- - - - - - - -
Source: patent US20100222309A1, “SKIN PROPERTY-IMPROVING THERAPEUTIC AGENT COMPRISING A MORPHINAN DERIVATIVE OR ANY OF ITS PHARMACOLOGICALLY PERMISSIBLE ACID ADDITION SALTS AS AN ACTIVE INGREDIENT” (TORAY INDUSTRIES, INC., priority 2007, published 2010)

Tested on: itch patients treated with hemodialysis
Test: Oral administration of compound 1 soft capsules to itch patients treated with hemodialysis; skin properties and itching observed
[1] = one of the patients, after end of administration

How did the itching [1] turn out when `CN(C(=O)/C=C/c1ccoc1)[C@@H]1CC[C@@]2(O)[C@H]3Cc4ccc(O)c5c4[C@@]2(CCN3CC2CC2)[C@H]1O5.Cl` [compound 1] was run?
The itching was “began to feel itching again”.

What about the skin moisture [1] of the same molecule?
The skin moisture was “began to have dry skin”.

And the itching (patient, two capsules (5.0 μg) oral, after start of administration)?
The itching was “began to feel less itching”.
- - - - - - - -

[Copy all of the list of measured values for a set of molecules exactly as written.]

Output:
Source: patent US20100222309A1, “SKIN PROPERTY-IMPROVING THERAPEUTIC AGENT COMPRISING A MORPHINAN DERIVATIVE OR ANY OF ITS PHARMACOLOGICALLY PERMISSIBLE ACID ADDITION SALTS AS AN ACTIVE INGREDIENT” (TORAY INDUSTRIES, INC., priority 2007, published 2010)

Tested on: itch patients treated with hemodialysis
Test: Oral administration of compound 1 soft capsules to itch patients treated with hemodialysis; skin properties and itching observed
[1] = one of the patients, after end of administration

How did the itching [1] turn out when `CN(C(=O)/C=C/c1ccoc1)[C@@H]1CC[C@@]2(O)[C@H]3Cc4ccc(O)c5c4[C@@]2(CCN3CC2CC2)[C@H]1O5.Cl` [compound 1] was run?
The itching was “began to feel itching again”.

What about the skin moisture [1] of the same molecule?
The skin moisture was “began to have dry skin”.

And the itching (patient, two capsules (5.0 μg) oral, after start of administration)?
The itching was “began to feel less itching”.